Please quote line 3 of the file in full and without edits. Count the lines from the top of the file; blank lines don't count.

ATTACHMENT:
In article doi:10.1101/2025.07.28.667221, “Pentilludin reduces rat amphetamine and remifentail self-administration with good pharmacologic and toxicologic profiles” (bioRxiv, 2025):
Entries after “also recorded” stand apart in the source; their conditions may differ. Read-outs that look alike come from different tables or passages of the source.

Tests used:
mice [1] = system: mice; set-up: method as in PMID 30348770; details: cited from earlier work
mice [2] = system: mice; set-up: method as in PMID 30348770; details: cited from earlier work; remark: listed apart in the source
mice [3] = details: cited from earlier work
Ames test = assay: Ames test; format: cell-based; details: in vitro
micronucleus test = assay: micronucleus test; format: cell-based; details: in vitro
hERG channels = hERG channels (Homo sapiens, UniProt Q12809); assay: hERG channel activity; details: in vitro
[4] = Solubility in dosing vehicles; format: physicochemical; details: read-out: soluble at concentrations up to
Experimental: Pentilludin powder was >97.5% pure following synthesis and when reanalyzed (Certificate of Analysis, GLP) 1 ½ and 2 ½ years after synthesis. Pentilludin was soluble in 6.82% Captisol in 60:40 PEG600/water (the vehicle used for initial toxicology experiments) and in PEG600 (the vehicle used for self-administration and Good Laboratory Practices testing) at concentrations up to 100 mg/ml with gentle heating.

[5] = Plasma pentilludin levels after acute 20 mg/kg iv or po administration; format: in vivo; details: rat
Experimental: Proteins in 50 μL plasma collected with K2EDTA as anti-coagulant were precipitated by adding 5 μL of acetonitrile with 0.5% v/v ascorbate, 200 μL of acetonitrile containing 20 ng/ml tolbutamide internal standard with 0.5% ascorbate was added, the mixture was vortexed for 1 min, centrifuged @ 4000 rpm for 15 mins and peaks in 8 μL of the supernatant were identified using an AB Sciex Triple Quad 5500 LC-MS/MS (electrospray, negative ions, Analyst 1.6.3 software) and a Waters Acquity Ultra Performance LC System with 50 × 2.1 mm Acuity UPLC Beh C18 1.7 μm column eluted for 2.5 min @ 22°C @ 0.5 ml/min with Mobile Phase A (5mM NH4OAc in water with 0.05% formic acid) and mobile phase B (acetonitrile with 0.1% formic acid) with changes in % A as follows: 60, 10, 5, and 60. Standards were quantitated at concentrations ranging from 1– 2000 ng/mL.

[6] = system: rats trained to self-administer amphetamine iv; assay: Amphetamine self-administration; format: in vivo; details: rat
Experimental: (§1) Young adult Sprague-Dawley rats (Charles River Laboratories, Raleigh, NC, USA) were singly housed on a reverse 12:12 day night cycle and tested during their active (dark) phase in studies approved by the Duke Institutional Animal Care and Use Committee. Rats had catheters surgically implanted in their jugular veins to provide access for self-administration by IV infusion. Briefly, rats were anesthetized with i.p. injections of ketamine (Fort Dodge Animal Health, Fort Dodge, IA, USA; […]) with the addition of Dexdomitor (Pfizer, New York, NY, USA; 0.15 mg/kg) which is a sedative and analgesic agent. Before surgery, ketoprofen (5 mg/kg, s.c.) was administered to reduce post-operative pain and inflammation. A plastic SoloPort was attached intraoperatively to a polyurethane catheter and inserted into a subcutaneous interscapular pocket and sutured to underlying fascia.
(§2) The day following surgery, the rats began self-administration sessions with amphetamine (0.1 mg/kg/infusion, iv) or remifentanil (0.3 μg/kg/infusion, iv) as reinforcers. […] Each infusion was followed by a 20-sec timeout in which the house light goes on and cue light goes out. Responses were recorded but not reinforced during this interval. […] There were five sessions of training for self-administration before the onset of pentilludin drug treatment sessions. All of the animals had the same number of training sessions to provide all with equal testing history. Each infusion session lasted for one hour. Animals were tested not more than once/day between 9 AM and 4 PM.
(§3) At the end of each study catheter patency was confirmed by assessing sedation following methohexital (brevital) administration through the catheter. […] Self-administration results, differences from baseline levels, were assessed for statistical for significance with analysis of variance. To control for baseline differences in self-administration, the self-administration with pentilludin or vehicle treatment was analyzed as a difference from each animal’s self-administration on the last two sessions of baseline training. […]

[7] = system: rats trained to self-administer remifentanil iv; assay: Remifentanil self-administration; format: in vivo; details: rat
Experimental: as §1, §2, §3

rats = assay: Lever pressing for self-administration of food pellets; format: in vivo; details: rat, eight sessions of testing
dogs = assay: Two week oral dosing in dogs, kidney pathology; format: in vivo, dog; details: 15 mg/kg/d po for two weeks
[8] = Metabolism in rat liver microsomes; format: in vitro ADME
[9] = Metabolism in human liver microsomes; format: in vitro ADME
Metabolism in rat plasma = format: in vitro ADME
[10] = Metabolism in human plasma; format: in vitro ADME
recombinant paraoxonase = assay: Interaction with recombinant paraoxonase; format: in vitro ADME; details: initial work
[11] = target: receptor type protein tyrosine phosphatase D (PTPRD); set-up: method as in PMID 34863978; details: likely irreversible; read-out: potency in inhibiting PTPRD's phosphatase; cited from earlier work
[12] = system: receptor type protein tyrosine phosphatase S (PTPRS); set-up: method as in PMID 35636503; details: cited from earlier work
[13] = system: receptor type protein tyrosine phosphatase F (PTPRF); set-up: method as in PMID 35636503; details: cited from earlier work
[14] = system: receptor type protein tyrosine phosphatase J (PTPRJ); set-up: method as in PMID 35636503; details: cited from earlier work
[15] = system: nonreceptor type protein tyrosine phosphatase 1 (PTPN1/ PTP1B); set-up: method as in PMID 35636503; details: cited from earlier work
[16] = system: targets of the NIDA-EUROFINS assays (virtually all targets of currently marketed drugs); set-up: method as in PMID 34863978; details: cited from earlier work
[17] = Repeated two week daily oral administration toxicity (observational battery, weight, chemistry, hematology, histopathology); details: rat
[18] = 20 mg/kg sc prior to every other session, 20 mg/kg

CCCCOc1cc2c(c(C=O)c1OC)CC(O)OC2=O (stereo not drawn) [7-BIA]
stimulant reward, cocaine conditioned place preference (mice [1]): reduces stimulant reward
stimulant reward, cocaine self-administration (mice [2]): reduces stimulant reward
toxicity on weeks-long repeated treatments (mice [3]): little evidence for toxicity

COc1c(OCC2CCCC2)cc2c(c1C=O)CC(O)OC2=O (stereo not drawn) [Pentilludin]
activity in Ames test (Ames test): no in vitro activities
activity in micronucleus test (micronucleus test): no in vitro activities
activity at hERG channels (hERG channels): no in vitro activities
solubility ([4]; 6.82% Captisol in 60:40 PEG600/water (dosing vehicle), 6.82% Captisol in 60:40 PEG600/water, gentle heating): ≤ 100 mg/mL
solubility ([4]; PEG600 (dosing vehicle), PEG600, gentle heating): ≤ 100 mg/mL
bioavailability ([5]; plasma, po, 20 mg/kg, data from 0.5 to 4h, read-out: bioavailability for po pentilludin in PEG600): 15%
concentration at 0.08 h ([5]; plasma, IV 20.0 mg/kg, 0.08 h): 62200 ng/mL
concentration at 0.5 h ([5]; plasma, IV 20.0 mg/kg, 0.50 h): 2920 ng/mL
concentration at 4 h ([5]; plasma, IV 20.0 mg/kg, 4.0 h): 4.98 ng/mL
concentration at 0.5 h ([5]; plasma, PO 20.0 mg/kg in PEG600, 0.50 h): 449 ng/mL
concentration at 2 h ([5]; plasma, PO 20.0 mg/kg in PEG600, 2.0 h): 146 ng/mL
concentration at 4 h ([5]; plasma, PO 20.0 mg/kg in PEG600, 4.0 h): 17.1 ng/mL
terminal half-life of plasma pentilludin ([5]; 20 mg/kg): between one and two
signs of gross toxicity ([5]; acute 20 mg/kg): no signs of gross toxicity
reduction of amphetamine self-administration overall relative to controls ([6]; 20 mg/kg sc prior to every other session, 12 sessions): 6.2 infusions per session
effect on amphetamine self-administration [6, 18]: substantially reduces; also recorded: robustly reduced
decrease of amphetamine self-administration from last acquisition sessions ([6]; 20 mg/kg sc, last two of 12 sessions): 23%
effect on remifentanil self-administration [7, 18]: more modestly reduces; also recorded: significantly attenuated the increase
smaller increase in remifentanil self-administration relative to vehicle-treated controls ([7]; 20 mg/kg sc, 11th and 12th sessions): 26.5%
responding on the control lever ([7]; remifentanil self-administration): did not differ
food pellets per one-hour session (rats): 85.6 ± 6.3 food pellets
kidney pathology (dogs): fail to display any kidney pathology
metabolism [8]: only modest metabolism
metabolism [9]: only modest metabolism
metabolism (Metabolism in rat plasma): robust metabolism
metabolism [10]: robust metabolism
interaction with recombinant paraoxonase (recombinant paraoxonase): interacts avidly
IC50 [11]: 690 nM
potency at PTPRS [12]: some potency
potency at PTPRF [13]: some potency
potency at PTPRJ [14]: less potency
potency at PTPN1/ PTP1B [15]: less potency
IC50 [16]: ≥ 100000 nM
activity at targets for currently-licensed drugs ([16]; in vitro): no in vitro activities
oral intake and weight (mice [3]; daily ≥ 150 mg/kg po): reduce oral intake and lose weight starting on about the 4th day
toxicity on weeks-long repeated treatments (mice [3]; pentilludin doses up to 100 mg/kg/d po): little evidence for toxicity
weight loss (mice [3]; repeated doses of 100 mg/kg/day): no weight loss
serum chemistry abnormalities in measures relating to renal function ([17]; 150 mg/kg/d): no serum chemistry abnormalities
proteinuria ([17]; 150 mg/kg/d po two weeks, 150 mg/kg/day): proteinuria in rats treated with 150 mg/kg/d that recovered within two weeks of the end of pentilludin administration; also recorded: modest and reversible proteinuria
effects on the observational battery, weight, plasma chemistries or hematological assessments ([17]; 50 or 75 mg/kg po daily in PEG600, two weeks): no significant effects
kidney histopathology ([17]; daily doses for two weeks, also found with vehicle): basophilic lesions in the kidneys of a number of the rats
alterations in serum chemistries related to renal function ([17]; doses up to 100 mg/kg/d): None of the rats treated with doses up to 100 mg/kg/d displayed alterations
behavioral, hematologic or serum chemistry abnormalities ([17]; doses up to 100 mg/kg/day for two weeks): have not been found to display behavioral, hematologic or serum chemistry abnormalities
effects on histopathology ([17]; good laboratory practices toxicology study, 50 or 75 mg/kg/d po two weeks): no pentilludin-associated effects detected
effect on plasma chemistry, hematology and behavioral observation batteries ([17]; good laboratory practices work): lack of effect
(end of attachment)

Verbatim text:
Tests used: